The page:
There are several pre-conditions for waging a successful war and they include: a credible wartime leader backed by a united Cabinet and a strong government, favourable domestic public opinion and positive support from the mass media.

In addition, there must be a clear statement of war aims, a rough time frame for the commitment, an affordable budget, a casualty tolerance level and an exit strategy.

On all of the above criteria, Prime Minister Gordon Brown is failing woefully with the war in Afghanistan. His weak hold on the premiership, the rising public contempt for the political classes, the explosion in unemployment to 2.38 million and the gathering swine flu toll is combining to unravel Britain’s commitment at a remarkable speed.

This week’s funerals of the latest casualties has provoked an angry public debate about the war, frequently expressed in the simplest terms: “What on earth are we doing there?”

A total of 184 British soldiers have been killed in Afghanistan, more than died in Iraq. In the past two weeks 15 soldiers have lost their lives, eight in a single day.

The public grief — which has been remarkable considering Old Blighty’s reputation for the stiff-upper-lip — has been used cynically by the Government, the military and sections of the media to drum up pro-war propaganda.

Thus The Sun headline read: “OUR BOYS” while, at the other end of the spectrum, The Independent said: “This bloody war.”

But the war party is on the ropes. A Guardian/BBC Newsnight poll this week found that 56 per cent of people want troops to pull out by the end of the year while a Populus poll for ITV’s News At Ten program showed that almost three in five people (59 per cent) believe British troops should be withdrawn from Afghanistan while only 36 per cent think they should stay.

At question time in the Commons Brown blustered unconvincingly that “we are right to be in Afghanistan and we have the strongest possible plan” — without revealing what it was.

Launched eight years ago as an operation to smash al-Qaeda and track down Osama bin Laden, this US-led venture then evolved into a freedom and democracy crusade which included smashing the opium industry and freeing the women of Afghanistan from the Taliban’s barbarous oppression.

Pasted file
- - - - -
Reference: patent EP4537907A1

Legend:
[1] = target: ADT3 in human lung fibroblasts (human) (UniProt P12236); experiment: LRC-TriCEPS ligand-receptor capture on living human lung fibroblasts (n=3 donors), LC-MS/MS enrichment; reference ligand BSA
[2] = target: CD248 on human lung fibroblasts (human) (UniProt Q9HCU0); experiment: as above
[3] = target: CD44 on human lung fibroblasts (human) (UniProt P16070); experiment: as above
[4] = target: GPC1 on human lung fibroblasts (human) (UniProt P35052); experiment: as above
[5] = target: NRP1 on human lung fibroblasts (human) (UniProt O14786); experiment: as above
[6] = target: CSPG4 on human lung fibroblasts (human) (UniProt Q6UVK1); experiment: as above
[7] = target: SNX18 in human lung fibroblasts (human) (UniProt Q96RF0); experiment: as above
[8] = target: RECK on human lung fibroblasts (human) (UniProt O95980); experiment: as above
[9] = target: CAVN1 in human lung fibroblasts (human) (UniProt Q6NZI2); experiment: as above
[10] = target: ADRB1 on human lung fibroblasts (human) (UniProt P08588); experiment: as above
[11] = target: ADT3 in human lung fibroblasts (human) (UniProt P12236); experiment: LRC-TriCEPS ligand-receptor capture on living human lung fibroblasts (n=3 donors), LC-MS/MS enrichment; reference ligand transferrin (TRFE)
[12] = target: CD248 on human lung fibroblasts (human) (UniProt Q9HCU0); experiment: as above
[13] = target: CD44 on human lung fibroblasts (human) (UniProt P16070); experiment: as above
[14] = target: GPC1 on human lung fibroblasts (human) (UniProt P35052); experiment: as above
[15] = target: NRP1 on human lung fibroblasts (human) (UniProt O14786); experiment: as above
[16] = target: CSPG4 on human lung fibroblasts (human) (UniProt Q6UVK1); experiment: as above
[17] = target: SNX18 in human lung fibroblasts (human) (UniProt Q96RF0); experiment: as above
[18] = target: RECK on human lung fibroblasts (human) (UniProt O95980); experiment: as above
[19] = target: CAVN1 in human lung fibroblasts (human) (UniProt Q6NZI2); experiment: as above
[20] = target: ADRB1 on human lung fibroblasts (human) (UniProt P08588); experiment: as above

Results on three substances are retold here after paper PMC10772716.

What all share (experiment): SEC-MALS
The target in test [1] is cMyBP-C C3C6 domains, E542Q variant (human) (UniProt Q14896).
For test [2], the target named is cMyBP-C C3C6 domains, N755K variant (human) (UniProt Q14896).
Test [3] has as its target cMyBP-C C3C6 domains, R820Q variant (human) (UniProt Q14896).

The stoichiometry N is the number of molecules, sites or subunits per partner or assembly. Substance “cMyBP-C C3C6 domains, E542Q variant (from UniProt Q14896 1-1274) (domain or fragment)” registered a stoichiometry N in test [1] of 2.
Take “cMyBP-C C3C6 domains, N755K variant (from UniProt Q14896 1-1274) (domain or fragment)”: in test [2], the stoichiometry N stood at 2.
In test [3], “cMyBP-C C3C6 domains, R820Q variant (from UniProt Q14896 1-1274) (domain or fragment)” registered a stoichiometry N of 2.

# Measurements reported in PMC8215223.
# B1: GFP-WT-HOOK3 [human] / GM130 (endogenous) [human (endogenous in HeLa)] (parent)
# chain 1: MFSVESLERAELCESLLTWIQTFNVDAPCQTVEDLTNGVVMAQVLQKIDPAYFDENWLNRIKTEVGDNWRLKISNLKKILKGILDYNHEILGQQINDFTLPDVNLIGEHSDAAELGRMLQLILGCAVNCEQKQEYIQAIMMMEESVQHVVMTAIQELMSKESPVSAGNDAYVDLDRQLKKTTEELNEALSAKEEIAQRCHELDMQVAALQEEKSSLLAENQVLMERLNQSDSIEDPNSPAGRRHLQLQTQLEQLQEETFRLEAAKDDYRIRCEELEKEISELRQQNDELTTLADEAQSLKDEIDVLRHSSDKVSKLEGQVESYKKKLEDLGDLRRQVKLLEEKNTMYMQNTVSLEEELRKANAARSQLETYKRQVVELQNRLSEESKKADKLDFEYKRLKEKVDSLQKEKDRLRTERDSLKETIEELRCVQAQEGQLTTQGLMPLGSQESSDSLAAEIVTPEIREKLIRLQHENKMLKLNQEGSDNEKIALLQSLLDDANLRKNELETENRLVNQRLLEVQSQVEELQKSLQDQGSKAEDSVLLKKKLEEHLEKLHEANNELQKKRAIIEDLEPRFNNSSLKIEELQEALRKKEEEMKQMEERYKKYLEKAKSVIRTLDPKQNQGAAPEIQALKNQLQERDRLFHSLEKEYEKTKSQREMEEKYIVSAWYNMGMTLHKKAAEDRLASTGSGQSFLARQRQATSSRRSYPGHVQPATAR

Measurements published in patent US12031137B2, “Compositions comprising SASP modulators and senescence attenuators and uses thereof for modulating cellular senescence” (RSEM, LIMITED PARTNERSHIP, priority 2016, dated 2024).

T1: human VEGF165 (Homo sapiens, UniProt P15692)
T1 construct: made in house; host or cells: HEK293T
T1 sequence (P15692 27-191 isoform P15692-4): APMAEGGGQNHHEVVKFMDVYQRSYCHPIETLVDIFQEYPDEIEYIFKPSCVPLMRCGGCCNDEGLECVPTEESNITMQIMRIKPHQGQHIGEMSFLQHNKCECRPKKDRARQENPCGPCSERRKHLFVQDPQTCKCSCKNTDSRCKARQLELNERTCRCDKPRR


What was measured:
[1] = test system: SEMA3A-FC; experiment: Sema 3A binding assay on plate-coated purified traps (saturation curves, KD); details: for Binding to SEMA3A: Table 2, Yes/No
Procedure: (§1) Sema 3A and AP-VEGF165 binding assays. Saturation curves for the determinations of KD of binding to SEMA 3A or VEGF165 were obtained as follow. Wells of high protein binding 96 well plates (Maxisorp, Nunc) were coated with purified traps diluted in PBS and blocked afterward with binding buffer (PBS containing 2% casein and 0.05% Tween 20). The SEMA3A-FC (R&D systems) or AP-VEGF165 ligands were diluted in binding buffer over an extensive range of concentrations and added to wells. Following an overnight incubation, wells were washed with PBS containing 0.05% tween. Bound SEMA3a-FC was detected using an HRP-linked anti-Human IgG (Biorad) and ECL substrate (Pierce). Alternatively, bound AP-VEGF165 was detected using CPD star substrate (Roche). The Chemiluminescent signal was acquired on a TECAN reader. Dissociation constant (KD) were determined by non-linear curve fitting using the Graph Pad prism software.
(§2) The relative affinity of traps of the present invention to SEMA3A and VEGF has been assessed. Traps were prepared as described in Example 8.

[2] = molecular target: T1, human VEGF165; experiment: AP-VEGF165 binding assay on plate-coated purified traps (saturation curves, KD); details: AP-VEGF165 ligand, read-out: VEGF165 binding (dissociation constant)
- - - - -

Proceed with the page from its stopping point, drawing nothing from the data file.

But al-Qaeda and the Taliban continue to flourish, Bin Laden remains at large, opium production is booming and financing the warlords and the Taliban and respected Afghan MP Malalai Joya argues the position of women is now worse than under the Taliban.

Margaret Owen, director of Widows for Peace through Democracy, called for a dramatic rethink when she said this week: “On behalf of the millions of Afghan widows and wives of the missing, whose numbers continue to rise in consequence of NATO operations, we plead for this senseless folly to stop.

“It is estimated that there are now over 2 million widows in Afghanistan, struggling to survive and care for fatherless children, the wounded, the amputees, the sick, traumatised and elderly. Far from liberating women from Taliban oppression, we are now making things much worse for the next generation.”

The US, Britain, NATO and Australia are attempting to prevail where 300,000 troops of the Soviet Union’s Red Army failed. Canada and the Netherlands have already announced plans to pull out and others will follow.

As The Guardian’s former editor Peter Preston bleakly noted: “Our soldiers are dying in a false, hopeless war,” and concluded: “Inescapably, the long overdue moment to stop has arrived — because none of the reasons for ploughing on makes the slightest sense.”

But sense is not something that is controlling events in Afghanistan today. Many more lives will be lost — most of them Afghans — before this military madness is brought to an end, and hard-headed diplomacy involving Iran, Pakistan, China and India prevails.